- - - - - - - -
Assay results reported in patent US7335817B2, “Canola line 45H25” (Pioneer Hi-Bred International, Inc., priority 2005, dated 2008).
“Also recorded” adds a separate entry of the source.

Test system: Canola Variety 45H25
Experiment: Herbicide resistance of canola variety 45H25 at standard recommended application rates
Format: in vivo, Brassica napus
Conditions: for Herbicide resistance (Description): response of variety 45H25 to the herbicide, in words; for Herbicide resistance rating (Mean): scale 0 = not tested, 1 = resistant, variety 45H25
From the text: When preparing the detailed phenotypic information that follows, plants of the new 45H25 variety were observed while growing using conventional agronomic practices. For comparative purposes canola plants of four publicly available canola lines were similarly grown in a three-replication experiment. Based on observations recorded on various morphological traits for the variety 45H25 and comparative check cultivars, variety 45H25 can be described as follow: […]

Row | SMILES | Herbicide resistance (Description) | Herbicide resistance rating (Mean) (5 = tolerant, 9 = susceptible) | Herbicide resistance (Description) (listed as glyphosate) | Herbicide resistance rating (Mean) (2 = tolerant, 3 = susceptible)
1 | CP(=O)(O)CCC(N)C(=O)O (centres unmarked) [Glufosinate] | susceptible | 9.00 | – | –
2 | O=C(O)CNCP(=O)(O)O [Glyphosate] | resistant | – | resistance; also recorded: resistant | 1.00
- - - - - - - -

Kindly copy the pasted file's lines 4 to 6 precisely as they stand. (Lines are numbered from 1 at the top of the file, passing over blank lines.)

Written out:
Experiment: Herbicide resistance of canola variety 45H25 at standard recommended application rates
Format: in vivo, Brassica napus
Conditions: for Herbicide resistance (Description): response of variety 45H25 to the herbicide, in words; for Herbicide resistance rating (Mean): scale 0 = not tested, 1 = resistant, variety 45H25